A Redneck admits to mistakes.greenspun.com : LUSENET : TimeBomb 2000 (Y2000) : One Thread
Found two Y2K bugs in two seperate applications today. What is worse is they are programs I wrote and remediated. One involved age analysis of backorders. Sure enough it choked up on a Feb. 2000 scheduled ship date. The second involved year 2000 kill dates on the internal order entry / inquiry / AR message system. Yep 00 was less than 99 and was rejected because the kill date was less than the message entry date. Fortunately it took only a few minutes to find each bug and correct it.
Calm down folks, I don't work for a power plant, refinery or chemical plant. Also this is not second hand.
-- Ed (firstname.lastname@example.org), December 15, 1999
Damn, a couple minutes each!! Lets get you an SR71 and some No Doze and start flying you around the world hitting the hotspots after rollover!
-- Guy Daley (email@example.com), December 15, 1999.
The difference between what Ed did in this case and what many others have to do is familiarity. Ed was thoroughly familiar with programs he had written (and recently gone through for remediation), so knew exactly where to look when the problems occurred.
A "few minutes" in this case could be anywhere from 10 minutes to 2 days, depending on the size of the system involved. The original run time (which probably had to be re-run) counts toward the time to find the bug, then there's actually finding the bug in the program, making the source code (I assume) changes, then recompiling and testing (and documenting, if needed).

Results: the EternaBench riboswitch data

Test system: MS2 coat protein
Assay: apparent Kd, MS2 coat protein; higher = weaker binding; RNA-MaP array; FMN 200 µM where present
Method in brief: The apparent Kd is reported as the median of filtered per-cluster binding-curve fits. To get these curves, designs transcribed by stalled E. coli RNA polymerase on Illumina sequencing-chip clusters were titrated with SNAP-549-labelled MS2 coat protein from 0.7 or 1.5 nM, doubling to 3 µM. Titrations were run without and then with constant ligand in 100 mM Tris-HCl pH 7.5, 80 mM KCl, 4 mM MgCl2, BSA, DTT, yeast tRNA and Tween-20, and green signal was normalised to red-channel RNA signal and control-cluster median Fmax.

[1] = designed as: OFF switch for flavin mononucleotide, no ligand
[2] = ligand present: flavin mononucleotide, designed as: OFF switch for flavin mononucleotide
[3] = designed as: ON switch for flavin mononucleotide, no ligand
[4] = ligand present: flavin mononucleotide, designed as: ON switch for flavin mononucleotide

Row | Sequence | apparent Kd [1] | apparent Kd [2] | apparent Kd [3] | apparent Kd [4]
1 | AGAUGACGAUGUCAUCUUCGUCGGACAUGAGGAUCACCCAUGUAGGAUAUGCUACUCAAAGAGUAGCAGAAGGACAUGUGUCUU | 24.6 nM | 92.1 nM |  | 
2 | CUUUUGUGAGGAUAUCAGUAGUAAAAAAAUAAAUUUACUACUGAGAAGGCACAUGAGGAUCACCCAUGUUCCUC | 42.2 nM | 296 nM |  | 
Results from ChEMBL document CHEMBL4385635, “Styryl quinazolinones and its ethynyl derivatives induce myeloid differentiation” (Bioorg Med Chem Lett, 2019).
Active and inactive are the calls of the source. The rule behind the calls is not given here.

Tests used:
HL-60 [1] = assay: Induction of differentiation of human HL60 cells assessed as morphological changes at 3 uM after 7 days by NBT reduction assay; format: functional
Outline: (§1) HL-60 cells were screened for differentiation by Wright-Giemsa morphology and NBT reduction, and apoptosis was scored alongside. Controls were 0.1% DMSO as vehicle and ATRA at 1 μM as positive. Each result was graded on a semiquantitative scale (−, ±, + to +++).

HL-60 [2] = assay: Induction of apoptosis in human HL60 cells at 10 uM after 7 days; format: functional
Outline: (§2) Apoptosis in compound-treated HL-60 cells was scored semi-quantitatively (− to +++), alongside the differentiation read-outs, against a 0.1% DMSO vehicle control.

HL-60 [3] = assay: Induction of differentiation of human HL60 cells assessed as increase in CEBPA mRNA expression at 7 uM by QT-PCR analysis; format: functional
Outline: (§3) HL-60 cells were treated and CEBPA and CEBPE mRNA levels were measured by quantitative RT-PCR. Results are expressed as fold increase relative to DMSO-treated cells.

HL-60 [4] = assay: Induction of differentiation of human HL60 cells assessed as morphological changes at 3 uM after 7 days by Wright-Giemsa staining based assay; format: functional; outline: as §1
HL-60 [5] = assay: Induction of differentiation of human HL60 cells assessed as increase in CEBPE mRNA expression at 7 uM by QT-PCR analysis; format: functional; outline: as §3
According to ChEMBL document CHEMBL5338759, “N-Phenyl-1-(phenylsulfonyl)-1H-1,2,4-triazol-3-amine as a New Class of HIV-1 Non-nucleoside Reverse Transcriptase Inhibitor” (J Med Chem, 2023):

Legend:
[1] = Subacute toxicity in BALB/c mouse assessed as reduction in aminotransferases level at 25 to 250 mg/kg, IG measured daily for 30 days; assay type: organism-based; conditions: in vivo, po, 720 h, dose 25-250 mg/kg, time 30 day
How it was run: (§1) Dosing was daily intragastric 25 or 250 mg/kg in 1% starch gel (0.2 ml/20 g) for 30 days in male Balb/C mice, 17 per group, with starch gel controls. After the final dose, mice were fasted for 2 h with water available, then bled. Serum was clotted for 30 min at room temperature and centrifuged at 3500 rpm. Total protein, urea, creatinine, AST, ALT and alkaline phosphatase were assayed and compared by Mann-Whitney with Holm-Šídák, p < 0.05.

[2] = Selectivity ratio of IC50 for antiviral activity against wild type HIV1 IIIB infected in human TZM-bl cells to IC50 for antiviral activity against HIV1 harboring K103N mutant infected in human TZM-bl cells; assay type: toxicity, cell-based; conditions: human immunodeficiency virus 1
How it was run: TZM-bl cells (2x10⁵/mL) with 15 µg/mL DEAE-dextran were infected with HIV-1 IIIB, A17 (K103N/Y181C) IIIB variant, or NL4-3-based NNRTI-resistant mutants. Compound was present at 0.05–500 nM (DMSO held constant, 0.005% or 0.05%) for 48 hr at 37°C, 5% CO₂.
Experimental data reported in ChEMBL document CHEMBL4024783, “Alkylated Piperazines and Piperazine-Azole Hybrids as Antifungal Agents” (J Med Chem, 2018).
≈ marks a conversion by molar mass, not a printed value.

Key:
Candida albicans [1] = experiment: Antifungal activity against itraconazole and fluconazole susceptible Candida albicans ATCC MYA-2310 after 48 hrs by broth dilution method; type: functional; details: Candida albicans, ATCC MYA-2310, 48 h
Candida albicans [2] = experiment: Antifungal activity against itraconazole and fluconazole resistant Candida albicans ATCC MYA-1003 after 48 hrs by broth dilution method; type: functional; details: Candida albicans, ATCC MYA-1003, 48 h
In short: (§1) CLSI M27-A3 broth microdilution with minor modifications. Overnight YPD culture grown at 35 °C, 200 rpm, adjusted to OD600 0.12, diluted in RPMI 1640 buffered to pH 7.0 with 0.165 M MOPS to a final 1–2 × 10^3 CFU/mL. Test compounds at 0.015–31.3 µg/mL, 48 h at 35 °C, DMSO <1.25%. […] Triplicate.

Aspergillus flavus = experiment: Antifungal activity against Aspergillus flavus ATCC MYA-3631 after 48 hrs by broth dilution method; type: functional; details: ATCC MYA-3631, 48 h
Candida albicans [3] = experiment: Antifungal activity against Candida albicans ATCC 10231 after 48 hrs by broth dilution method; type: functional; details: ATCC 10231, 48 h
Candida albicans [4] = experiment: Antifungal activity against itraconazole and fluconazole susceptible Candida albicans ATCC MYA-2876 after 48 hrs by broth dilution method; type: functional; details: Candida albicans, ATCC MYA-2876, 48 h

The very smallest production (not sample or class exercise) program I've done took around 10 minutes for these steps. Mainframe-level programs usually take a few days for the process.
-- Dean -- from (almost) Duh Moines (firstname.lastname@example.org), December 16, 1999.
Yup, the vast majority of software problems take five minutes to fix. But six weeks to find. :)
But really... :(
-- Servant (email@example.com), December 16, 1999.
A WHOLE BUNCH of people around here would be totally snowed if you dropped the typical production program listing and abend listing on their desks.
First, they would have problems believing tht the program compile was actually 2" thick. then readinmg the abend report/dump would be interesting. Then translating this into where in the listing the instruction that blew up is executed, and then figuring out the error in logic....
the ONLY reason these errors were found in about 10 minutes each is because you could read the listings with or without lights because of familiarity with them.
-- Chuck, a night driver (firstname.lastname@example.org), December 16, 1999.
I even wrote code that had year 2000 problems just last year. I tried to use a zero as an end of input and the input was a year. Slapped my forehead and shouted, "D'oh!", then fixed it.
-- Tim the Y2K nut (email@example.com), December 16, 1999.